David Cameron has embarked on a major apologies tour of former Commonwealth and British colonies whilst sealing new deals in the UK’s booming entertainment industry.
Dubbed the Ain’t Misbehavin’ tour, a government spokesman said, “As well as the regular outfit of arms dealers, carpetbaggers and bent politicians a star studded entourage is also on hand. It includes influential figures from the UK’s entertainment industry who will attempt to heal old wounds with torch songs and offers of lucrative theatrical collaborations.
Sir Elton John is reportedly ready to accompany the Prime Minister in renditions of Sorry Seems to be the Hardest Word and Candle in the Wound, along with international female impersonator Roxy Rivers who will perform the Edith Piaf classic, Non, Je Ne Regrette Rien, while strapped to the front of a cannon in a sequinned burka.
Speaking from the first leg of his tour where he had talks with Bollywood star Aamir Khan, the PM outlined plans for a collaboration in a major Anglo-Indian musical The Raj Armour Game which will be “Bigger then Les Miserables and with a lot more misery” and loosely based on the Amritsar massacre in 1919. “We hope to draw a final line in the sand once and for all for this unfortunate atrocity. But if anyone crosses it they'll be severely dealt with.”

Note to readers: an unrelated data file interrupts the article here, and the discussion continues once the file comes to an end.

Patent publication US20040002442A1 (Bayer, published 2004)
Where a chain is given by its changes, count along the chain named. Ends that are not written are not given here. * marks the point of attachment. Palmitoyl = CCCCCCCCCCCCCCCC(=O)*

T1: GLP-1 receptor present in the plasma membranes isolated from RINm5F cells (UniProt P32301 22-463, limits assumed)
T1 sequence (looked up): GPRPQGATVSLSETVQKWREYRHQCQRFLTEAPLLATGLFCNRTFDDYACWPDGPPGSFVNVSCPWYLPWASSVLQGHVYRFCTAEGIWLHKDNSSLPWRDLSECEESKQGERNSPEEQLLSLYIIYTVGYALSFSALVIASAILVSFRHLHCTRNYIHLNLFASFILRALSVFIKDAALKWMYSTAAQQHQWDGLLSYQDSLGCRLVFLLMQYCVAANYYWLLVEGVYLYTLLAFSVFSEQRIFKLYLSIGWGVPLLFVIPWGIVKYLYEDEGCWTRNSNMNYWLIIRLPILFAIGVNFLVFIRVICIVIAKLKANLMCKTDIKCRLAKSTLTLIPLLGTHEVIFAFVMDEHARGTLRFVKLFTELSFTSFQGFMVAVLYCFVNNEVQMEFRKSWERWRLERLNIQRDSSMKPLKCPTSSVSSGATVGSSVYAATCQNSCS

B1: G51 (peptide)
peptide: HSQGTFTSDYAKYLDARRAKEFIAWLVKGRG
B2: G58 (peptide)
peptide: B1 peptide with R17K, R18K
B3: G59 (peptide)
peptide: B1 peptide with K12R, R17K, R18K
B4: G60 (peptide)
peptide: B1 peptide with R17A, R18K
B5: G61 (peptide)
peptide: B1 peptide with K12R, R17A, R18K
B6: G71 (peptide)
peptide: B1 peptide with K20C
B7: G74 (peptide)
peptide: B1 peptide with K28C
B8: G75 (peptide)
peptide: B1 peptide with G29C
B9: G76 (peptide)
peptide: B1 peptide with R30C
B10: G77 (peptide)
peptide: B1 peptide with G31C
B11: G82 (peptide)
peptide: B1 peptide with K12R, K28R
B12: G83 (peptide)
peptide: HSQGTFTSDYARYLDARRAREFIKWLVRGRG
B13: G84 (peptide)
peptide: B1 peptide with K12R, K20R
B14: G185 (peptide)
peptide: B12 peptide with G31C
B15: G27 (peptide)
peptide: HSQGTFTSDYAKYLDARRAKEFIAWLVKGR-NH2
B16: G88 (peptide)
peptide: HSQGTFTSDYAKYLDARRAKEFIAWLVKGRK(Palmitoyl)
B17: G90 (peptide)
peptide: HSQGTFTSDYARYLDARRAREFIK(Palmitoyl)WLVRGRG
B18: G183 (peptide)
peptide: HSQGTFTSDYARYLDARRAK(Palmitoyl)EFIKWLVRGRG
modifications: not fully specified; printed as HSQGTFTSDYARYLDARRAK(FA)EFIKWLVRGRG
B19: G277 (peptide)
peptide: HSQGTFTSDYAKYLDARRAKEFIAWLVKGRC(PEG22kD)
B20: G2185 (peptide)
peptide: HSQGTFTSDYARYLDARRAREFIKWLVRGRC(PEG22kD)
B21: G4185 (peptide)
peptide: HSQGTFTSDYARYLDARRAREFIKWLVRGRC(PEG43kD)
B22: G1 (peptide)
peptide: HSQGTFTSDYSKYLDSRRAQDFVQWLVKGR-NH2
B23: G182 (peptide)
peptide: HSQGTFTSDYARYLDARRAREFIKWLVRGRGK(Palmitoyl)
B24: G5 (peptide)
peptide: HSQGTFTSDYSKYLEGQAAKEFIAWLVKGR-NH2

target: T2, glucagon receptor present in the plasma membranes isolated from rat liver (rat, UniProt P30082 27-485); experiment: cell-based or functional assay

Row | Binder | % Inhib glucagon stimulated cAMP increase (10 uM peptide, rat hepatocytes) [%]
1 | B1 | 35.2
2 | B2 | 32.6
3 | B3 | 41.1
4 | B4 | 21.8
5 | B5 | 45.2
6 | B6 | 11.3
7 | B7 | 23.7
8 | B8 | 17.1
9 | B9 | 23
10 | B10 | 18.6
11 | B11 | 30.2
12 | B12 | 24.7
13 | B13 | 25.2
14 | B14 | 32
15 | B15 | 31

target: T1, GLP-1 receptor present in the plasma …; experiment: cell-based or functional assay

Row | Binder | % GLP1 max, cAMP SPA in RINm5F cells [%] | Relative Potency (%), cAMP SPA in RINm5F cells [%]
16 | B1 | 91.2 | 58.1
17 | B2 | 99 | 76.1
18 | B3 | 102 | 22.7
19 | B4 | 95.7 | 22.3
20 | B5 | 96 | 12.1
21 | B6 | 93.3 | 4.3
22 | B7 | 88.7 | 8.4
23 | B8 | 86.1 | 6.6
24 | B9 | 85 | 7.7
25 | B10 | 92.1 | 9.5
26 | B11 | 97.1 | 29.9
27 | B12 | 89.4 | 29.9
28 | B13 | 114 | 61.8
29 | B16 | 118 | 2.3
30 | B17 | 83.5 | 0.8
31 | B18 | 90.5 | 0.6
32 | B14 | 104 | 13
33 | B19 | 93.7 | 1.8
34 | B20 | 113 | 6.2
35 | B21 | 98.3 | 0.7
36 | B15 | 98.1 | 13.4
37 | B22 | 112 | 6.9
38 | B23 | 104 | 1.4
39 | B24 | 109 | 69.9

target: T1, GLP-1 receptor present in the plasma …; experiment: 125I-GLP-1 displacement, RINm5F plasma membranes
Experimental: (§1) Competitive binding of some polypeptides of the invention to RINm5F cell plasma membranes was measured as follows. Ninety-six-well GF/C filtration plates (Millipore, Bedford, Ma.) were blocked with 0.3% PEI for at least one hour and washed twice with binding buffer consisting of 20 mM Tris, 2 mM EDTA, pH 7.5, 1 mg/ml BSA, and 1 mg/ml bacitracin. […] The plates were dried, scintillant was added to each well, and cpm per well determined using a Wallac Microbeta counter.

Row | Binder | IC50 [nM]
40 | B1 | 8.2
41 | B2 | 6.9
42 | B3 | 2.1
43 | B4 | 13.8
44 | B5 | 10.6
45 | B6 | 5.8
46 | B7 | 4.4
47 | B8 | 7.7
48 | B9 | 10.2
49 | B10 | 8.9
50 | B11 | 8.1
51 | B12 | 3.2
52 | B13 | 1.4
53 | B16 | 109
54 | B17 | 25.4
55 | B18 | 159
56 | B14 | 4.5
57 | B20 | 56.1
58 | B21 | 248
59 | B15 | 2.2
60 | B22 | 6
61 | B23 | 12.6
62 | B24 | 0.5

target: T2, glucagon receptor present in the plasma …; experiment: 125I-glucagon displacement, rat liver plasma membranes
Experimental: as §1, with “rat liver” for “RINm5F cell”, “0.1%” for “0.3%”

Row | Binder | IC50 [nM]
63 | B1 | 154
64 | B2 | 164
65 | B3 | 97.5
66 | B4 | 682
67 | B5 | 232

In the meantime Deputy Prime Minister and chief understudy, Nick Clegg is brushing up on his tap dancing skills and concentrating on his speciality slip-and-side-step.
In a surprise announcement Mr Cameron also announced plans for a remake of Mamma Mia! a musical celebration of the government’s involvement in kickbacks in a helicopter deal with Anglo-Italian company AgustaWestland, for which “we definitely won’t be apologising. Oh and my great friend, Cameron Macintosh has also indicated that we can use his chopper from Miss Saigon.”
The next leg of the tour takes the prime Minister to the Irish Republic where special performances of Easter Parade and Blood Brothers will take place outside the General Post Office as a sort of apology for events in 1916.